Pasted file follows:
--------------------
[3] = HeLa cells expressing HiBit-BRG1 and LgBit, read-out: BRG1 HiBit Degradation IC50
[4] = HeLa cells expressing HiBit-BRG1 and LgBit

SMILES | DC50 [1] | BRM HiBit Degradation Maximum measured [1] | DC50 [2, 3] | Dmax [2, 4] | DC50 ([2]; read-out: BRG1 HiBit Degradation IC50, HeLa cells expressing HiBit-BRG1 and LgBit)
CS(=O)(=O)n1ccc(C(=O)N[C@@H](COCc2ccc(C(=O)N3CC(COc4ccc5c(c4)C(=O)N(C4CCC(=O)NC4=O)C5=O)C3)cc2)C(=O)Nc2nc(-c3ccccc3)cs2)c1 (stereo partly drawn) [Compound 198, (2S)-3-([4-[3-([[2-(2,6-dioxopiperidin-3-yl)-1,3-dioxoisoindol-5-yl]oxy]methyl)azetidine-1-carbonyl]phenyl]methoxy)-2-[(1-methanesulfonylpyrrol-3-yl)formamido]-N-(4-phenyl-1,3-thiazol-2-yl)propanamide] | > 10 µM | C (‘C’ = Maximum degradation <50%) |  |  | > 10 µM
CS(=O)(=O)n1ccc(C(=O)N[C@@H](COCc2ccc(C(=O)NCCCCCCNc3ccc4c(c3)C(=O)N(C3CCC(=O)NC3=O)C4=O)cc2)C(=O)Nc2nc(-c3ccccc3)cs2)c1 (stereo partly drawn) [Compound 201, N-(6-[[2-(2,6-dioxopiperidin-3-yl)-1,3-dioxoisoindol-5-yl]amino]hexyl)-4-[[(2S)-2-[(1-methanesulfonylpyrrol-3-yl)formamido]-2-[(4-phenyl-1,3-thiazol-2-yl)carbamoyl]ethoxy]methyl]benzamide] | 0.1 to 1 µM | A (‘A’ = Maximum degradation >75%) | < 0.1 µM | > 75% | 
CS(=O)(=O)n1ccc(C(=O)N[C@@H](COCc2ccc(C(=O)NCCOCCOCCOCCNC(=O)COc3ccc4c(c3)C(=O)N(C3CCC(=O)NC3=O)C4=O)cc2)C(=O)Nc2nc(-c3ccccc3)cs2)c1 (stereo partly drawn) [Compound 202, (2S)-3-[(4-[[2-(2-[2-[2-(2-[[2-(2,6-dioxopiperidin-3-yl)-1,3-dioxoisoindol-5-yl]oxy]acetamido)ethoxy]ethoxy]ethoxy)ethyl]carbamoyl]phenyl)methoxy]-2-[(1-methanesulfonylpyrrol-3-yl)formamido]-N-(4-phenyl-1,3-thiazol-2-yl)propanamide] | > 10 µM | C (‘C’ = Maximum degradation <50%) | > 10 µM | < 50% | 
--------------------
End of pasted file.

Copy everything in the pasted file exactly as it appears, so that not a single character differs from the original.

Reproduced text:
[3] = HeLa cells expressing HiBit-BRG1 and LgBit, read-out: BRG1 HiBit Degradation IC50
[4] = HeLa cells expressing HiBit-BRG1 and LgBit

SMILES | DC50 [1] | BRM HiBit Degradation Maximum measured [1] | DC50 [2, 3] | Dmax [2, 4] | DC50 ([2]; read-out: BRG1 HiBit Degradation IC50, HeLa cells expressing HiBit-BRG1 and LgBit)
CS(=O)(=O)n1ccc(C(=O)N[C@@H](COCc2ccc(C(=O)N3CC(COc4ccc5c(c4)C(=O)N(C4CCC(=O)NC4=O)C5=O)C3)cc2)C(=O)Nc2nc(-c3ccccc3)cs2)c1 (stereo partly drawn) [Compound 198, (2S)-3-([4-[3-([[2-(2,6-dioxopiperidin-3-yl)-1,3-dioxoisoindol-5-yl]oxy]methyl)azetidine-1-carbonyl]phenyl]methoxy)-2-[(1-methanesulfonylpyrrol-3-yl)formamido]-N-(4-phenyl-1,3-thiazol-2-yl)propanamide] | > 10 µM | C (‘C’ = Maximum degradation <50%) |  |  | > 10 µM
CS(=O)(=O)n1ccc(C(=O)N[C@@H](COCc2ccc(C(=O)NCCCCCCNc3ccc4c(c3)C(=O)N(C3CCC(=O)NC3=O)C4=O)cc2)C(=O)Nc2nc(-c3ccccc3)cs2)c1 (stereo partly drawn) [Compound 201, N-(6-[[2-(2,6-dioxopiperidin-3-yl)-1,3-dioxoisoindol-5-yl]amino]hexyl)-4-[[(2S)-2-[(1-methanesulfonylpyrrol-3-yl)formamido]-2-[(4-phenyl-1,3-thiazol-2-yl)carbamoyl]ethoxy]methyl]benzamide] | 0.1 to 1 µM | A (‘A’ = Maximum degradation >75%) | < 0.1 µM | > 75% | 
CS(=O)(=O)n1ccc(C(=O)N[C@@H](COCc2ccc(C(=O)NCCOCCOCCOCCNC(=O)COc3ccc4c(c3)C(=O)N(C3CCC(=O)NC3=O)C4=O)cc2)C(=O)Nc2nc(-c3ccccc3)cs2)c1 (stereo partly drawn) [Compound 202, (2S)-3-[(4-[[2-(2-[2-[2-(2-[[2-(2,6-dioxopiperidin-3-yl)-1,3-dioxoisoindol-5-yl]oxy]acetamido)ethoxy]ethoxy]ethoxy)ethyl]carbamoyl]phenyl)methoxy]-2-[(1-methanesulfonylpyrrol-3-yl)formamido]-N-(4-phenyl-1,3-thiazol-2-yl)propanamide] | > 10 µM | C (‘C’ = Maximum degradation <50%) | > 10 µM | < 50% | 